From Psychology Today:

Do you focus on positive self-talk only to end up in the same negative spiral?

Wherever you turn, be it the pop-psychology section at bookstores, self-help gurus, or even personal growth seminars, the proponents of positive psychology will tell you the means toward growth and healing is dismissing your negative thoughts and adopting positive thoughts about yourself, your relationships, and/or your situation.

As a therapist and workshop facilitator specializing in addictions, trauma, and cultural shame, what’s often missing from these overarching directives is either the misunderstanding of negative thoughts or a misplaced beliefthat a person can willfully push their negative thoughts to the side and substitute them with more positive ones.

In recent years, there’s been a growing outreach in educating people about trauma-informed care. This is a recognition that we must delve deeper into why a person can carry such negative or distorted views about themselves, their abilities, and their future, based on their being impacted by adversity, neglect, abuse, or trauma.

In other words, no one wakes up one day and has negative thoughts just take hold in their lives.

For reference, here are a few common negative thoughts that can ensnare an individual: 

  • I am not lovable.
  • I am a bad person.
  • I am worthless.
  • I am not good enough.
  • I cannot succeed.
  • I deserve to die.
  • I have to be perfect.
  • I cannot trust anyone.

Common “positive” psychology would have you simply replace these negative thoughts with an alternate positive one. If it were that easy, we would live in a world without the need to acknowledge and heal from trauma.  

Trauma-informed care takes into account that a person’s way of thinking is a byproduct of their primary relationships and the formative experiences that may have led to these deep-seated thoughts in the first place.

For example, in traditional, Asian collectivist cultures, where shaming is utilized as a means of child-rearing, it’s very common for Asians to struggle with a severe sense of cultural shame where they perpetually think, “I’m not good enough.” No matter their achievements or successes in life, there’s an abject sense of defectiveness to the core. 

In trauma-informed care, the goal is similar to positive psychology, in getting a person to think of themselves as lovable, accepted, and deserving of forgiveness and grace. But the big difference with trauma-informed care is that healers are willing to explore a person’s past to get to the origin of these negative thoughts.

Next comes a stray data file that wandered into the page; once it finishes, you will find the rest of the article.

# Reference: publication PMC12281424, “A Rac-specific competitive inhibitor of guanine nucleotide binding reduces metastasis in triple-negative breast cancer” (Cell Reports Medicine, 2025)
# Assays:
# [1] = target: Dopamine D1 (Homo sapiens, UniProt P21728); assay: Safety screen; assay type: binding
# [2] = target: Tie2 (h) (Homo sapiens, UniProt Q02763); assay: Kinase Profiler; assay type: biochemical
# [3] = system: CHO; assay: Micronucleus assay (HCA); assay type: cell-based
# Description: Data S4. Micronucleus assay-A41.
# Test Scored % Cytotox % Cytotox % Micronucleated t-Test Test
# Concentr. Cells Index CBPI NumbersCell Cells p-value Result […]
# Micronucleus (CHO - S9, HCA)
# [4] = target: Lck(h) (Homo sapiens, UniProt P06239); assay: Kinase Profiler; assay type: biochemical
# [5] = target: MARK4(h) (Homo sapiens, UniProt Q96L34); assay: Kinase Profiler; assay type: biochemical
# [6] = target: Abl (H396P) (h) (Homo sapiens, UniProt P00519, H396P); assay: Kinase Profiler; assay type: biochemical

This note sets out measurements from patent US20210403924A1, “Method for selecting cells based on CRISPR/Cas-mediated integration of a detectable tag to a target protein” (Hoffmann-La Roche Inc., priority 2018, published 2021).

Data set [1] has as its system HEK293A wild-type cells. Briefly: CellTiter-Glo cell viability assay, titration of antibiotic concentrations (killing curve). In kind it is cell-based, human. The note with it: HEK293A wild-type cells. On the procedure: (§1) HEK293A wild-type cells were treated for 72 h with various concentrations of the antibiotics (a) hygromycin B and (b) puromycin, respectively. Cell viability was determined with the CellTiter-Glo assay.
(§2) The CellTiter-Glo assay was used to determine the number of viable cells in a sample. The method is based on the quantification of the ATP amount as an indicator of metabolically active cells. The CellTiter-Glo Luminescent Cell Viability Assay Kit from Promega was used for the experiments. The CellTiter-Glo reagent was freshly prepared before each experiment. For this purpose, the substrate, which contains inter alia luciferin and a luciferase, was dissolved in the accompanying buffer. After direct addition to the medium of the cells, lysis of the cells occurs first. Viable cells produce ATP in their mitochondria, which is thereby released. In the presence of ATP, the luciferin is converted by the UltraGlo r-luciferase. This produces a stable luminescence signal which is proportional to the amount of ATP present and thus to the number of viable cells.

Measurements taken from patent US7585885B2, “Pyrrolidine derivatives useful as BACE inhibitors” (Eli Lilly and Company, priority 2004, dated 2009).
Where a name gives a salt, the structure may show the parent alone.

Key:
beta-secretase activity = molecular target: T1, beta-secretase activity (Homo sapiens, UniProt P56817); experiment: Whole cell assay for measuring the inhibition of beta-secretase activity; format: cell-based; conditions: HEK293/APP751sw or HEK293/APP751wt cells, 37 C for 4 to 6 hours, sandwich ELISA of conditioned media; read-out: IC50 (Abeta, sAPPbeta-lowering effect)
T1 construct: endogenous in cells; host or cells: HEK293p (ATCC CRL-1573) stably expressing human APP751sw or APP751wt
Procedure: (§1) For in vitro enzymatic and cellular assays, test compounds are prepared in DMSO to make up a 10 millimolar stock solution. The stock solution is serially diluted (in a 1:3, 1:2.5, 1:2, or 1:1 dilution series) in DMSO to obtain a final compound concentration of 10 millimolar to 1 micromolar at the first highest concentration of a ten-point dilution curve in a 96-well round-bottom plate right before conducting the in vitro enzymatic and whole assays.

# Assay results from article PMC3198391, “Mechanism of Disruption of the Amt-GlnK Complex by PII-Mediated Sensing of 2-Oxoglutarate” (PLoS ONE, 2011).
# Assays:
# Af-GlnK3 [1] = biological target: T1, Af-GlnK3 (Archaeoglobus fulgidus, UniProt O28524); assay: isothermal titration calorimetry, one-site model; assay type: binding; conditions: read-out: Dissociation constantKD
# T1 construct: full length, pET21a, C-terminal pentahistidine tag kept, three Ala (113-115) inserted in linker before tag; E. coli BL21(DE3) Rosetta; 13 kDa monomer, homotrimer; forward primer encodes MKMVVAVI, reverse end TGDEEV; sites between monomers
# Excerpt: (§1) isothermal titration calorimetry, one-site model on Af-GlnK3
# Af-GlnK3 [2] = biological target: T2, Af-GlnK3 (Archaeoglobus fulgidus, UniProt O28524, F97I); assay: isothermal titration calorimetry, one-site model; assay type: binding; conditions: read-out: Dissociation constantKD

Exploration means a willingness and comfort level with addressing the neglect, trauma, or lack of validation that led to the negative thoughts in the first place, no matter the time needed to devote to the cause.

Everyone, especially here in America, wants a quick fix. While there are some folks who miraculously heal (i.e., from negative thoughts, addictions, wounds, etc.), the majority of us will need much more time than what’s promised by glossy brochures, books, or the words of your favorite author or self-help expert.  

Now, healing can be accelerated beyond just traditional one-to-one therapy, but you’ll have to accept the cost—not the cost in fees per se, but the cost in vulnerability. In my years doing both one-on-one therapy and group work (as well as being a client in both modalities), I can affirm and vouch for the effectiveness of group healing. Whether it’s a 12-step group, group therapy, or a group of people with a shared desire to grow, the effectiveness cannot be overstated.  

We are wounded in relationships, and thus healing occurs in healthy relationships. The multiplicity of relationships available in a group format offers the opportunity to increase the trajectory of healing for most people. This is because the group provides an audience that “hears” your story, can validate your feelings, and gives you the empathy often missing within yourself and those who were part of your wounding.

So if you’re someone who tends to believe in “positive” psychology, but questions why it’s not working, those of us in trauma-informed care will tell you it’s time to embrace “negative” psychology.

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